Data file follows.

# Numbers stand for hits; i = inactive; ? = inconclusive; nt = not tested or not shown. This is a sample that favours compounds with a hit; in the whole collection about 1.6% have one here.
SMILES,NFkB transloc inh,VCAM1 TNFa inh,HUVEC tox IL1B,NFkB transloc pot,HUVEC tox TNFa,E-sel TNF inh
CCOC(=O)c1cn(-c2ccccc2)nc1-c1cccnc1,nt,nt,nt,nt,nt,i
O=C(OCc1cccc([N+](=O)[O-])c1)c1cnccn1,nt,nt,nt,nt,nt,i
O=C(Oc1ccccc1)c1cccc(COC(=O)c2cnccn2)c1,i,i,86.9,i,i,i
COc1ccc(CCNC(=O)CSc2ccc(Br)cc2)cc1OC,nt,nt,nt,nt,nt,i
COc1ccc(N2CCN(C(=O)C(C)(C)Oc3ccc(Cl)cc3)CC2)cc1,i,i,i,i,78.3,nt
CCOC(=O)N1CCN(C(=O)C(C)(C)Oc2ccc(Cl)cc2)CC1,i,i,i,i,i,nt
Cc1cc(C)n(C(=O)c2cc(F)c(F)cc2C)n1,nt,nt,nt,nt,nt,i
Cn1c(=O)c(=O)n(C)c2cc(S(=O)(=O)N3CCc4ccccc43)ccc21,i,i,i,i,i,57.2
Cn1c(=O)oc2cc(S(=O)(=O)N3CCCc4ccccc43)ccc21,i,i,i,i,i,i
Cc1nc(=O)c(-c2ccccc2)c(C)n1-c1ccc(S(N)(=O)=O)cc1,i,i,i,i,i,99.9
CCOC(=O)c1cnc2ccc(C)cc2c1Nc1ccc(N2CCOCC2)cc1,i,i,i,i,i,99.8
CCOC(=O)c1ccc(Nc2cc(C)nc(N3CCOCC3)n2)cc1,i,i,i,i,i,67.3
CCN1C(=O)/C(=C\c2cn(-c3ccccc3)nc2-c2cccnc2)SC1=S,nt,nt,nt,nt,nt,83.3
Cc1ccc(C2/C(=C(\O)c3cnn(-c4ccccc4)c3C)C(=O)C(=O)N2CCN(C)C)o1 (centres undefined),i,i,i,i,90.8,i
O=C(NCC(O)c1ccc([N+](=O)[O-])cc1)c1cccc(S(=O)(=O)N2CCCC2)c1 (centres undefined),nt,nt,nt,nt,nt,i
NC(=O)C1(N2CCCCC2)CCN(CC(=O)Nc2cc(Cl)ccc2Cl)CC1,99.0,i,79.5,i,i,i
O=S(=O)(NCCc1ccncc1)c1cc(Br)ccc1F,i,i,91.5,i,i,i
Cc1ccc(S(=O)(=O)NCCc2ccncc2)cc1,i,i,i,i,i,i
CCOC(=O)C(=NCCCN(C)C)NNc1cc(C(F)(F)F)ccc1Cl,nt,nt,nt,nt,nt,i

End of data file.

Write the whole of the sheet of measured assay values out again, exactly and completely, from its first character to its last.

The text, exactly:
# Numbers stand for hits; i = inactive; ? = inconclusive; nt = not tested or not shown. This is a sample that favours compounds with a hit; in the whole collection about 1.6% have one here.
SMILES,NFkB transloc inh,VCAM1 TNFa inh,HUVEC tox IL1B,NFkB transloc pot,HUVEC tox TNFa,E-sel TNF inh
CCOC(=O)c1cn(-c2ccccc2)nc1-c1cccnc1,nt,nt,nt,nt,nt,i
O=C(OCc1cccc([N+](=O)[O-])c1)c1cnccn1,nt,nt,nt,nt,nt,i
O=C(Oc1ccccc1)c1cccc(COC(=O)c2cnccn2)c1,i,i,86.9,i,i,i
COc1ccc(CCNC(=O)CSc2ccc(Br)cc2)cc1OC,nt,nt,nt,nt,nt,i
COc1ccc(N2CCN(C(=O)C(C)(C)Oc3ccc(Cl)cc3)CC2)cc1,i,i,i,i,78.3,nt
CCOC(=O)N1CCN(C(=O)C(C)(C)Oc2ccc(Cl)cc2)CC1,i,i,i,i,i,nt
Cc1cc(C)n(C(=O)c2cc(F)c(F)cc2C)n1,nt,nt,nt,nt,nt,i
Cn1c(=O)c(=O)n(C)c2cc(S(=O)(=O)N3CCc4ccccc43)ccc21,i,i,i,i,i,57.2
Cn1c(=O)oc2cc(S(=O)(=O)N3CCCc4ccccc43)ccc21,i,i,i,i,i,i
Cc1nc(=O)c(-c2ccccc2)c(C)n1-c1ccc(S(N)(=O)=O)cc1,i,i,i,i,i,99.9
CCOC(=O)c1cnc2ccc(C)cc2c1Nc1ccc(N2CCOCC2)cc1,i,i,i,i,i,99.8
CCOC(=O)c1ccc(Nc2cc(C)nc(N3CCOCC3)n2)cc1,i,i,i,i,i,67.3
CCN1C(=O)/C(=C\c2cn(-c3ccccc3)nc2-c2cccnc2)SC1=S,nt,nt,nt,nt,nt,83.3
Cc1ccc(C2/C(=C(\O)c3cnn(-c4ccccc4)c3C)C(=O)C(=O)N2CCN(C)C)o1 (centres undefined),i,i,i,i,90.8,i
O=C(NCC(O)c1ccc([N+](=O)[O-])cc1)c1cccc(S(=O)(=O)N2CCCC2)c1 (centres undefined),nt,nt,nt,nt,nt,i
NC(=O)C1(N2CCCCC2)CCN(CC(=O)Nc2cc(Cl)ccc2Cl)CC1,99.0,i,79.5,i,i,i
O=S(=O)(NCCc1ccncc1)c1cc(Br)ccc1F,i,i,91.5,i,i,i
Cc1ccc(S(=O)(=O)NCCc2ccncc2)cc1,i,i,i,i,i,i
CCOC(=O)C(=NCCCN(C)C)NNc1cc(C(F)(F)F)ccc1Cl,nt,nt,nt,nt,nt,i